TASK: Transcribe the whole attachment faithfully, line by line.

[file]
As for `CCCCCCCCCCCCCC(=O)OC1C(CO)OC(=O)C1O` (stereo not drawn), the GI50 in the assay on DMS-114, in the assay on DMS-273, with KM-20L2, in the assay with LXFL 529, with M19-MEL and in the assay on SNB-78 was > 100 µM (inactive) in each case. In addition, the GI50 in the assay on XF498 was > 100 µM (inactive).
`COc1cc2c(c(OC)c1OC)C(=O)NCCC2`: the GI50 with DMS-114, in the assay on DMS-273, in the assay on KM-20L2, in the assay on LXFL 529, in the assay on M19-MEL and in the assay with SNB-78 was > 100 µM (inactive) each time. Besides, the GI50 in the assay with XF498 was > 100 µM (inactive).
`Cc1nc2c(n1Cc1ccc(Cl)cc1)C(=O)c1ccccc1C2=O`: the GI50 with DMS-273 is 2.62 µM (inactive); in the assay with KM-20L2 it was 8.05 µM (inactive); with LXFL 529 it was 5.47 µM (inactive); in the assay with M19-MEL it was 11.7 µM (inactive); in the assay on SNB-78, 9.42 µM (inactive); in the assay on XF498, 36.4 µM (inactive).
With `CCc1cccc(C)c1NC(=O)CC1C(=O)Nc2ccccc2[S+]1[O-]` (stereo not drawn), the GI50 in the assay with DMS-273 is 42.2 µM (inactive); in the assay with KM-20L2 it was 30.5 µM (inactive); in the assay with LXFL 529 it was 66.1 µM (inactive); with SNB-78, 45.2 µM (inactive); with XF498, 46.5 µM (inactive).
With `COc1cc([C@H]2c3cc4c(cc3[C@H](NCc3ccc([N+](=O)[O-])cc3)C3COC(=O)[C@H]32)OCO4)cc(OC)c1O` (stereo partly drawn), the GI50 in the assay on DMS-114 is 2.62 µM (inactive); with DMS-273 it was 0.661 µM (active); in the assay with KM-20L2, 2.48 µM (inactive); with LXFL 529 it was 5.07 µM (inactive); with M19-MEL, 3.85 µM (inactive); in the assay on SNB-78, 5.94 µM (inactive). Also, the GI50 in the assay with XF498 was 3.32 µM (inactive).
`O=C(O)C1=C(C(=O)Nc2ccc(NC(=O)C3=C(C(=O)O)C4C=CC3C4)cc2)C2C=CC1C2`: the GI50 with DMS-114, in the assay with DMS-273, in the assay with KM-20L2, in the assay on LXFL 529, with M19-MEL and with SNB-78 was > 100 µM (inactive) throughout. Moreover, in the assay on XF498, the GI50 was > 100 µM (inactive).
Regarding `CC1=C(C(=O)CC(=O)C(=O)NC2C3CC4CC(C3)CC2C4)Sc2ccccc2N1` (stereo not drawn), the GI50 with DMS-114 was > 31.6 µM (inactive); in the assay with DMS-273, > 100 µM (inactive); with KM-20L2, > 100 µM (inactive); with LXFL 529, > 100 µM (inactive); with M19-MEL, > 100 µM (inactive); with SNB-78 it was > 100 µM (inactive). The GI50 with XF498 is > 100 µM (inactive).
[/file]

As for `CCCCCCCCCCCCCC(=O)OC1C(CO)OC(=O)C1O` (stereo not drawn), the GI50 in the assay on DMS-114, in the assay on DMS-273, with KM-20L2, in the assay with LXFL 529, with M19-MEL and in the assay on SNB-78 was > 100 µM (inactive) in each case. In addition, the GI50 in the assay on XF498 was > 100 µM (inactive).
`COc1cc2c(c(OC)c1OC)C(=O)NCCC2`: the GI50 with DMS-114, in the assay on DMS-273, in the assay on KM-20L2, in the assay on LXFL 529, in the assay on M19-MEL and in the assay with SNB-78 was > 100 µM (inactive) each time. Besides, the GI50 in the assay with XF498 was > 100 µM (inactive).
`Cc1nc2c(n1Cc1ccc(Cl)cc1)C(=O)c1ccccc1C2=O`: the GI50 with DMS-273 is 2.62 µM (inactive); in the assay with KM-20L2 it was 8.05 µM (inactive); with LXFL 529 it was 5.47 µM (inactive); in the assay with M19-MEL it was 11.7 µM (inactive); in the assay on SNB-78, 9.42 µM (inactive); in the assay on XF498, 36.4 µM (inactive).
With `CCc1cccc(C)c1NC(=O)CC1C(=O)Nc2ccccc2[S+]1[O-]` (stereo not drawn), the GI50 in the assay with DMS-273 is 42.2 µM (inactive); in the assay with KM-20L2 it was 30.5 µM (inactive); in the assay with LXFL 529 it was 66.1 µM (inactive); with SNB-78, 45.2 µM (inactive); with XF498, 46.5 µM (inactive).
With `COc1cc([C@H]2c3cc4c(cc3[C@H](NCc3ccc([N+](=O)[O-])cc3)C3COC(=O)[C@H]32)OCO4)cc(OC)c1O` (stereo partly drawn), the GI50 in the assay on DMS-114 is 2.62 µM (inactive); with DMS-273 it was 0.661 µM (active); in the assay with KM-20L2, 2.48 µM (inactive); with LXFL 529 it was 5.07 µM (inactive); with M19-MEL, 3.85 µM (inactive); in the assay on SNB-78, 5.94 µM (inactive). Also, the GI50 in the assay with XF498 was 3.32 µM (inactive).
`O=C(O)C1=C(C(=O)Nc2ccc(NC(=O)C3=C(C(=O)O)C4C=CC3C4)cc2)C2C=CC1C2`: the GI50 with DMS-114, in the assay with DMS-273, in the assay with KM-20L2, in the assay on LXFL 529, with M19-MEL and with SNB-78 was > 100 µM (inactive) throughout. Moreover, in the assay on XF498, the GI50 was > 100 µM (inactive).
Regarding `CC1=C(C(=O)CC(=O)C(=O)NC2C3CC4CC(C3)CC2C4)Sc2ccccc2N1` (stereo not drawn), the GI50 with DMS-114 was > 31.6 µM (inactive); in the assay with DMS-273, > 100 µM (inactive); with KM-20L2, > 100 µM (inactive); with LXFL 529, > 100 µM (inactive); with M19-MEL, > 100 µM (inactive); with SNB-78 it was > 100 µM (inactive). The GI50 with XF498 is > 100 µM (inactive).